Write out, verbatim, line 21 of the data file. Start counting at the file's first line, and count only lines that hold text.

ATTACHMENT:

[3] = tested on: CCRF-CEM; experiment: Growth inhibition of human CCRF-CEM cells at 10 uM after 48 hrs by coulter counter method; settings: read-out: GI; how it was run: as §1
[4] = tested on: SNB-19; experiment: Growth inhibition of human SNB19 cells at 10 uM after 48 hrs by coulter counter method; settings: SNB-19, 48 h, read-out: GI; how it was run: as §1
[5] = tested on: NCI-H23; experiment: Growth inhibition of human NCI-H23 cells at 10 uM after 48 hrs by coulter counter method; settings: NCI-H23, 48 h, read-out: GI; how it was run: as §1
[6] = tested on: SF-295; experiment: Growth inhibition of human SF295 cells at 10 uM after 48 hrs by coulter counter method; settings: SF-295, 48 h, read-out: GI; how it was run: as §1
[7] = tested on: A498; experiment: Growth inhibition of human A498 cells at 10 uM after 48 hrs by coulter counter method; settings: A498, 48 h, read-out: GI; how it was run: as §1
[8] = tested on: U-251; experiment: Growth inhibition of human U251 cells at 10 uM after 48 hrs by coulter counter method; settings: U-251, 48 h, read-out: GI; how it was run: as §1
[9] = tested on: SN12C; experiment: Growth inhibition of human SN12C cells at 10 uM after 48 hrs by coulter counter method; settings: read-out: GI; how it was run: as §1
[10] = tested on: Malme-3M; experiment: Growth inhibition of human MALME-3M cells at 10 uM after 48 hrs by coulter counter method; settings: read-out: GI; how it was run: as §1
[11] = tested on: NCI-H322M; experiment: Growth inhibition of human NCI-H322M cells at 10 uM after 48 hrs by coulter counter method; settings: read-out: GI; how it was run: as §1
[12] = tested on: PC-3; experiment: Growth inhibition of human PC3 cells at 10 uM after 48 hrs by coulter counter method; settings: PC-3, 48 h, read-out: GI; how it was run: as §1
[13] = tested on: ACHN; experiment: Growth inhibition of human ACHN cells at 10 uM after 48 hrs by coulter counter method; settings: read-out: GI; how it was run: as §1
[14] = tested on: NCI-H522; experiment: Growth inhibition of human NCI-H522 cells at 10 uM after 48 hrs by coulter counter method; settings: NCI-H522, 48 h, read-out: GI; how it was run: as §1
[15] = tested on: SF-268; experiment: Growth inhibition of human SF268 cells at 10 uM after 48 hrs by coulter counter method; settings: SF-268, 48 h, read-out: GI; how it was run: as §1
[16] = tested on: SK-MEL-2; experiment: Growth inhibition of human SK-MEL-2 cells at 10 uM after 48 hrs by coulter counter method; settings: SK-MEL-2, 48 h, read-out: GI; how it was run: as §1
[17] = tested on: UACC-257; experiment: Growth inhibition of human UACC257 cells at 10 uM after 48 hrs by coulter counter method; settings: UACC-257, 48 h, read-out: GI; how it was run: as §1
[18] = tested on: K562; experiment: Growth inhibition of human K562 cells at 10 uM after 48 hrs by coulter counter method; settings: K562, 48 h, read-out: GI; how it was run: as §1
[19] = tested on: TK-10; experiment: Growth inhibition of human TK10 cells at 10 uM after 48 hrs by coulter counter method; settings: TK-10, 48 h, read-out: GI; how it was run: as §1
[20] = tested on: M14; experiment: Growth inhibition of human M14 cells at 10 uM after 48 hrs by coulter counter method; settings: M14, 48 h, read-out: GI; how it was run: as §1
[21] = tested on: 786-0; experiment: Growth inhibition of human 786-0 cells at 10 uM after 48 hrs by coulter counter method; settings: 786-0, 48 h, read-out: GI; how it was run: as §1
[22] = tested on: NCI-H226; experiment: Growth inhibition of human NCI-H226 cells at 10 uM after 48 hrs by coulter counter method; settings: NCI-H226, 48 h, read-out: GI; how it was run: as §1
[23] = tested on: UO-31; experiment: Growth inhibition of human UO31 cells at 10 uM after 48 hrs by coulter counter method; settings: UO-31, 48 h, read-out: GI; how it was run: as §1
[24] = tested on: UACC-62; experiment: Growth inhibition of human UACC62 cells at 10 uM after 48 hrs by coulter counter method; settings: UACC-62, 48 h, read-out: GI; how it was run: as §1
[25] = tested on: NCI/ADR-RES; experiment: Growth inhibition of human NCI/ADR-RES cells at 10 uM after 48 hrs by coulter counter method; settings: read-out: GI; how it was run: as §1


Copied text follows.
[23] = tested on: UO-31; experiment: Growth inhibition of human UO31 cells at 10 uM after 48 hrs by coulter counter method; settings: UO-31, 48 h, read-out: GI; how it was run: as §1